GENETICS: Four Score and Nine Generations Ago

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Science  03 Feb 2006:
Vol. 311, Issue 5761, pp. 581c
DOI: 10.1126/science.311.5761.581c

Neurodegenerative disorders vary in their pathologies, but because they all involve cell death, there is the possibility that they share a common mechanism of pathogenesis. One emerging hypothesis posits that the disorders arise because of defects in the intracellular machinery that transports vesicles and proteins.

Ikeda et al. have studied three families afflicted with spinocerebellar ataxia type 5 (SCA5), a dominantly inherited neurodegenerative disorder characterized by uncoordinated gait and slurred speech. Affected individuals were found to have mutations in the SPTBN2 gene, which encodes β-III spectrin, a cytoskeletal protein that is expressed in Purkinje cells, which are markedly depleted in the brains of individuals with SCA5. β-III spectrin has been implicated previously in protein trafficking, and the mutations may disrupt transport of the neurotransmitter glutamate. Of historical interest, one of the families studied was an 11-generation kindred descended from the paternal grandparents of President Abraham Lincoln. Whether he inherited the SCA5 mutation is unknown, but this discovery may reignite discussions on the ethics of analyzing his DNA. — PAK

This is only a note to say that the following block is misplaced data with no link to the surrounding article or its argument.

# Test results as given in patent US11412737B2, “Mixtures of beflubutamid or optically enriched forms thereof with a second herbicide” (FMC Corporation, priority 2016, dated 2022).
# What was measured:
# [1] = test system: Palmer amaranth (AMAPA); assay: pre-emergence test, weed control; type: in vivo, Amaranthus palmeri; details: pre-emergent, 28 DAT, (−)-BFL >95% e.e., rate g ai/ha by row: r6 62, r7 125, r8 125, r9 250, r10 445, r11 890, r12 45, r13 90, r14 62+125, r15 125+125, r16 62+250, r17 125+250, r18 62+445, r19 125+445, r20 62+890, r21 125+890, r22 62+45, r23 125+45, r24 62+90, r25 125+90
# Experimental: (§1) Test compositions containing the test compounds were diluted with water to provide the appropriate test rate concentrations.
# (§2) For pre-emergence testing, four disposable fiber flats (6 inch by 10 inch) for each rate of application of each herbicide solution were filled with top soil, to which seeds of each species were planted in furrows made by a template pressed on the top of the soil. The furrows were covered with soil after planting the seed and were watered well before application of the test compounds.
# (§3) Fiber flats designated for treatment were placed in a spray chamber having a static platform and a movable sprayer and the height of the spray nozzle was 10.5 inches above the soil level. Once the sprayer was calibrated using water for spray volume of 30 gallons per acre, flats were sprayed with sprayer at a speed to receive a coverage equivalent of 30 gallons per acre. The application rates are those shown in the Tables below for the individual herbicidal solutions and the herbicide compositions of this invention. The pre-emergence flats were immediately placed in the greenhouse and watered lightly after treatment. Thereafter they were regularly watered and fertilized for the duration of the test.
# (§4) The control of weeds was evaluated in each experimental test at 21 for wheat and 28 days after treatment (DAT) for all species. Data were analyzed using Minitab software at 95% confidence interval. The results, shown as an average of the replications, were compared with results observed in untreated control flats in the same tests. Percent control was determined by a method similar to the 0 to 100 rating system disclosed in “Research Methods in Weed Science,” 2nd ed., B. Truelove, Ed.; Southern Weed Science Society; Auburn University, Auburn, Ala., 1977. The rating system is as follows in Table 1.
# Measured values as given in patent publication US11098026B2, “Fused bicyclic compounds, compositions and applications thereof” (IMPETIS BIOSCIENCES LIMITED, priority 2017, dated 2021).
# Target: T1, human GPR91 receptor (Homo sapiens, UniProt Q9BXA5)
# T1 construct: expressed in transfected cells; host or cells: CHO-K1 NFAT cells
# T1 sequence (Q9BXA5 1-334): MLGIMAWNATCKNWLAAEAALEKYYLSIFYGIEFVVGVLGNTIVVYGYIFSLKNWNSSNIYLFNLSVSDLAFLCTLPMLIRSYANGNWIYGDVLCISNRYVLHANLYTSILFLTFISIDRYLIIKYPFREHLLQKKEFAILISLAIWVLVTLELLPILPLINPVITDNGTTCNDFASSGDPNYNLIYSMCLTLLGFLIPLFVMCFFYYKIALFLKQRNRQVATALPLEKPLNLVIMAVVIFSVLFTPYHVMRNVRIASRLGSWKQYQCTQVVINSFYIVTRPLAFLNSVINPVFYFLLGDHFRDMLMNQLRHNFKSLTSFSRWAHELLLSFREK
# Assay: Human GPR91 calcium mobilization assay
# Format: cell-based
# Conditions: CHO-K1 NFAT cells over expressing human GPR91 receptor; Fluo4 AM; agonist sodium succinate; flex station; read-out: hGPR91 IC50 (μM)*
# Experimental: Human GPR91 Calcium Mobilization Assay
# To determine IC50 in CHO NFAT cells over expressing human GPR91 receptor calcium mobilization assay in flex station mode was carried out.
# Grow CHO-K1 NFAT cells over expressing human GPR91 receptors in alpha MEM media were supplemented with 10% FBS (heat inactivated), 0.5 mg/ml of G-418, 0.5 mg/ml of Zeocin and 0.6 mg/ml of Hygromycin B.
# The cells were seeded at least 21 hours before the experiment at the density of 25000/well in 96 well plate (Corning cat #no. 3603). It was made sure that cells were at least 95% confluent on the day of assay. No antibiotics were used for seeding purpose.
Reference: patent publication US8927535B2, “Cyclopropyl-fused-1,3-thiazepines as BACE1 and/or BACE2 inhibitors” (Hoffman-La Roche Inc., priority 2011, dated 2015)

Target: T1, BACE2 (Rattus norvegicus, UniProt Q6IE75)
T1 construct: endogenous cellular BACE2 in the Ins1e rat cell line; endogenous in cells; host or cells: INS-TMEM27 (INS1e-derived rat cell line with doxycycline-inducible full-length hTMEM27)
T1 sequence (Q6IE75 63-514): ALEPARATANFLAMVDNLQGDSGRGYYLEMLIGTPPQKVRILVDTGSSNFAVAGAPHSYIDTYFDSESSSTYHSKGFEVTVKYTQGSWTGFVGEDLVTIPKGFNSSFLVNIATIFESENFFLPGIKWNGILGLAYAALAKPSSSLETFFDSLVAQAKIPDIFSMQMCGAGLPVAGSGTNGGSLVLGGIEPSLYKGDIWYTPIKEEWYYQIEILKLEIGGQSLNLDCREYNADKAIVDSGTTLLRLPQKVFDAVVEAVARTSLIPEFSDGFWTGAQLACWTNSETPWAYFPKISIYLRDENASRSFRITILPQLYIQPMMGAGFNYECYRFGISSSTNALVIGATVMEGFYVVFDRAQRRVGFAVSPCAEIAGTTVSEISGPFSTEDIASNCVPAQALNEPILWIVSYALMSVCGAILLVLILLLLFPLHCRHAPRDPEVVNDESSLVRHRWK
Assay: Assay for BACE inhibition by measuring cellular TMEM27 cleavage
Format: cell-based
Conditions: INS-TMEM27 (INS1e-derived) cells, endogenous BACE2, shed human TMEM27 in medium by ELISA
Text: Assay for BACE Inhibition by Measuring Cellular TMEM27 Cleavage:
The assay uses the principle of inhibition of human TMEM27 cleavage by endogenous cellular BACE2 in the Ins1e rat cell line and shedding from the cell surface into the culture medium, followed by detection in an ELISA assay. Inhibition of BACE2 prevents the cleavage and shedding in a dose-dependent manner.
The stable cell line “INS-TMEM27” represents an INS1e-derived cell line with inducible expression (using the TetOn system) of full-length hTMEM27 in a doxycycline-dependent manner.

Nat. Genet. 10.1038/ng1728 (2006).

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